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Old 04-15-2015, 09:23 AM   #7
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One question comes up with your detail.

Why did you not go for the motorhome mounted Blue Ox? I agree the weight on the front a small car is a concern. Also, more susceptible to damage in the parking lots.

Just wondering if you had considered that?

Then you could mount a nice stainless bull bar on the grill mounts, for when your LOVE was cruising around town at other times.

Photo of my Blue Ox with cover on back of CLIPPER.


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Old 04-15-2015, 12:16 PM   #8
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I have a 2012 Mini Cooper convertible I flat tow behind my XC diesel but it's an automatic so very easy to set up (according to my dealer). Most of the time I use my Hummer H2 as my dinghy. It's an automatic, but because it's 4 wheel drive and (the crucial bit) you can push a button to place the transfer case in neutral if can be towed 4 down. I was at least three Road trips and with many hummer dead batteries. Before a fellow RV or informed me that I can leave the car's gear in park and leave the engine off (vs ACC) as long as the transfer case is in neutral.

I couldn't tell from your post if you had yet or not, but even with the tiny lightweight Fiat you should have an auxiliary braking system installed. The only downside, is those run off your car cigarette adapter, and you usually have to pull over every two hours to turn your car over to keep the battery from dying. Also, with any car you Flata auxiliary braking system installed. The only downside, is those run off your car cigarette adapter, and you usually have to pull over every two hours to turn your car over to keep the battery from dying. Also, with any car you tow four down, you need to pull over and crank the dinghy's engine to lubricate it's transmission. (I learned that one hard way...)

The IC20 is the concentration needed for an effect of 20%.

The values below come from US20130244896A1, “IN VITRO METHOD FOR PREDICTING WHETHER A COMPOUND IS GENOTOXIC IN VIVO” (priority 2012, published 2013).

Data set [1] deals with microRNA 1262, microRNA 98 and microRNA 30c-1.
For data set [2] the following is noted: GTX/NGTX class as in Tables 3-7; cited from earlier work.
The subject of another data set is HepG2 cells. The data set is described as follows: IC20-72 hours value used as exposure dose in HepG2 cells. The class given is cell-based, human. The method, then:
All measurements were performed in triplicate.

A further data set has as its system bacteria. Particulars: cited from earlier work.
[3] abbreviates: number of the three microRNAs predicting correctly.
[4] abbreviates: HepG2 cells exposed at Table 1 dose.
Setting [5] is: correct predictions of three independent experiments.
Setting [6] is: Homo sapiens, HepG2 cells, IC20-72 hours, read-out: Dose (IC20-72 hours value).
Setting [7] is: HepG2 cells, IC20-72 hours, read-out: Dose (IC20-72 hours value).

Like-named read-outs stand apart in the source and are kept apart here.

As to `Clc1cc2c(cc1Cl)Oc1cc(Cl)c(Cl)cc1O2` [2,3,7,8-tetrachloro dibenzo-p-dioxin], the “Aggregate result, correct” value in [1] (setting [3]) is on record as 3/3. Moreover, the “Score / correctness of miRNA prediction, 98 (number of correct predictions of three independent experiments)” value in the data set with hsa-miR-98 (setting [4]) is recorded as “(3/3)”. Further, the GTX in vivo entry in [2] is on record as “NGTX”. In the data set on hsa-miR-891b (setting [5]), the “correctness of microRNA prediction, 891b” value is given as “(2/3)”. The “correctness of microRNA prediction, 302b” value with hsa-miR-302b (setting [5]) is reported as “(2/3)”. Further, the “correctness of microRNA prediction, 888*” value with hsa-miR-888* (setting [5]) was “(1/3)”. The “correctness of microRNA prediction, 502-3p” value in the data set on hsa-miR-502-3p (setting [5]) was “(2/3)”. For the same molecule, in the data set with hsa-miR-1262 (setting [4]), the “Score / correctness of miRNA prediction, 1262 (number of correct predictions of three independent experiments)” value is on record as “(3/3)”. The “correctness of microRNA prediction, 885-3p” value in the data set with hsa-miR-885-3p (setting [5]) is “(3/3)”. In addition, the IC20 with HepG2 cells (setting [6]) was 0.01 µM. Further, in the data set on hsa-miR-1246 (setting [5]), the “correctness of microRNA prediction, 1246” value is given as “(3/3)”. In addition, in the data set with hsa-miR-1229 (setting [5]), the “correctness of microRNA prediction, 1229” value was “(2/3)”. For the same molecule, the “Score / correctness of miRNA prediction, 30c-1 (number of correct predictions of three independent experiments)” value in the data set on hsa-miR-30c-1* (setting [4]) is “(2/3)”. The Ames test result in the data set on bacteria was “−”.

I'm impressed that the interstate has the towing power! Then again it is just a fancy Sprinter van. Don't think it could tow my H2, but hell even my 330hp Diesel engine needed some upgrades to give me more power uphill (I travel the Grapevine in CA monthly).

Wanna know a funny (sorta sad fact?) My 36' Airstream gets better MPG than my Hummer WHILE TOWING my Hummer!!

Anyways, happy trails and don't forget the braking system. It's required for all vehicles in my state.

-Lucas S
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Old 04-15-2015, 12:58 PM   #9
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I was at least three Road trips and with many hummer dead batteries. Before a fellow RV or informed me that I can leave the car's gear in park and leave the engine off (vs ACC) as long as the transfer case is in neutral.
So putting the engine in park and turning off the key doesn't lock your steering wheel? One reason for leaving the key in the ACC position on most toads is to ensure that the steering wheel is unlocked and can track properly, instead of the front wheels scrubbing sideways as you turn the tow vehicle.
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I couldn't tell from your post if you had yet or not, but even with the tiny lightweight Fiat you should have an auxiliary braking system installed.
Most states require brakes on trailers over 3000 pounds GTWR; when you tow a car four-down, legally it is a trailer, and so if the car's GVWR is over 3000 pounds, you need supplemental brakes. NB— for some states brakes are required over 1500 pounds GTWR. Check with your state's DMV to find out the requirements for your state of registry.
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The only downside, is those run off your car cigarette adapter, and you usually have to pull over every two hours to turn your car over to keep the battery from dying.
This is one reason I permanently installed a Roadmaster Invisibrake in my Honda Fit. It uses a six-pin connector on the front of the toad, not a four-pin, and the Sprinter's alternator provides charging voltage through one of the pins. Never had a dead toad battery no matter how far I've towed.
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Also, with any car you tow four down, you need to pull over and crank the dinghy's engine to lubricate it's transmission. (I learned that one hard way...)
On my Honda, I have to run the engine for a little over three minutes every 500 miles of towing— that distance is about typical for most automatic-transmission toads, I think. However, my Airstream Interstate can't go 500 miles between fill-ups unless I want to risk running out of fuel. So that works perfectly. Every time I stop for fuel, I run the toad's engine and cycle through the gearshift positions as per the Honda's owner's manual. It adds less than five minutes to every fuel stop, which is not an onerous requirement. But since I hardly ever tow even 500 miles in a single day anyway unless I have a family emergency, it's usually a non-issue.